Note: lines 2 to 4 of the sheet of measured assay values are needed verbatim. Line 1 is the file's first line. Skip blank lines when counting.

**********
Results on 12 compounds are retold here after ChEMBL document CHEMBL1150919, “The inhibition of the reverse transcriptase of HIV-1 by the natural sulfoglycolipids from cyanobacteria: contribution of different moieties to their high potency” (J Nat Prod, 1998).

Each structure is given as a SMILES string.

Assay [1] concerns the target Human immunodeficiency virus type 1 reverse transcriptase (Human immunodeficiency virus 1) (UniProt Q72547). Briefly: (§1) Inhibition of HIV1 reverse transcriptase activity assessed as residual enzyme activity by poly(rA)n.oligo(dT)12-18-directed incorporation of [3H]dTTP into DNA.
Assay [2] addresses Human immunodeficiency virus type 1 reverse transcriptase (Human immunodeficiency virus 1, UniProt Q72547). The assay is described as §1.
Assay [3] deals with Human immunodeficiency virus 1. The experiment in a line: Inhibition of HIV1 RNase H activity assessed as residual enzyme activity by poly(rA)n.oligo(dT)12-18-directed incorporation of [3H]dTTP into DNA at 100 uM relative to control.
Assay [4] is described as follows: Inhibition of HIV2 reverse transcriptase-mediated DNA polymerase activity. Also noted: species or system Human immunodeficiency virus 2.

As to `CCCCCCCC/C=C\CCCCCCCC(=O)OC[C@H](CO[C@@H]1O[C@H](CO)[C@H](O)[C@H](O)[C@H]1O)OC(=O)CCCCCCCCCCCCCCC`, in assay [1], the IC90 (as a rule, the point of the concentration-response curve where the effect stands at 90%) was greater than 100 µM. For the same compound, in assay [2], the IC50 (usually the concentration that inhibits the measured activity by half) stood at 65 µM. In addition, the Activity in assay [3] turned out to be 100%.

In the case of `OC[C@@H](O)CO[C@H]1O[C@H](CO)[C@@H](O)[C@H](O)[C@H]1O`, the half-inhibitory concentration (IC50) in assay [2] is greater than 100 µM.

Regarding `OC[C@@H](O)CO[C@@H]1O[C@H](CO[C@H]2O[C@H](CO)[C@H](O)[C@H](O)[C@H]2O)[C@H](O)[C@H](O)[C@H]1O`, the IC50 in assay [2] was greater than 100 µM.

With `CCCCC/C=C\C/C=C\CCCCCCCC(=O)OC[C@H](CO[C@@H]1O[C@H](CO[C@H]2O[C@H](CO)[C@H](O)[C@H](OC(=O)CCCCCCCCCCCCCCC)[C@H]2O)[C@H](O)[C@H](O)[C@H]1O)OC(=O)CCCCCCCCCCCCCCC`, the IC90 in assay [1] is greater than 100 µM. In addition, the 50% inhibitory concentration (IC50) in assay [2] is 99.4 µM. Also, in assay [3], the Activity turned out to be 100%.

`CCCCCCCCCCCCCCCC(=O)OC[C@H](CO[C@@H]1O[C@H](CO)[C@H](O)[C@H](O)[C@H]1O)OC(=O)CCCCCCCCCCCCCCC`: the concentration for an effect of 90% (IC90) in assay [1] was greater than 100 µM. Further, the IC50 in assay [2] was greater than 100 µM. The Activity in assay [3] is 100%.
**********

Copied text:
Each structure is given as a SMILES string.

Assay [1] concerns the target Human immunodeficiency virus type 1 reverse transcriptase (Human immunodeficiency virus 1) (UniProt Q72547). Briefly: (§1) Inhibition of HIV1 reverse transcriptase activity assessed as residual enzyme activity by poly(rA)n.oligo(dT)12-18-directed incorporation of [3H]dTTP into DNA.
Assay [2] addresses Human immunodeficiency virus type 1 reverse transcriptase (Human immunodeficiency virus 1, UniProt Q72547). The assay is described as §1.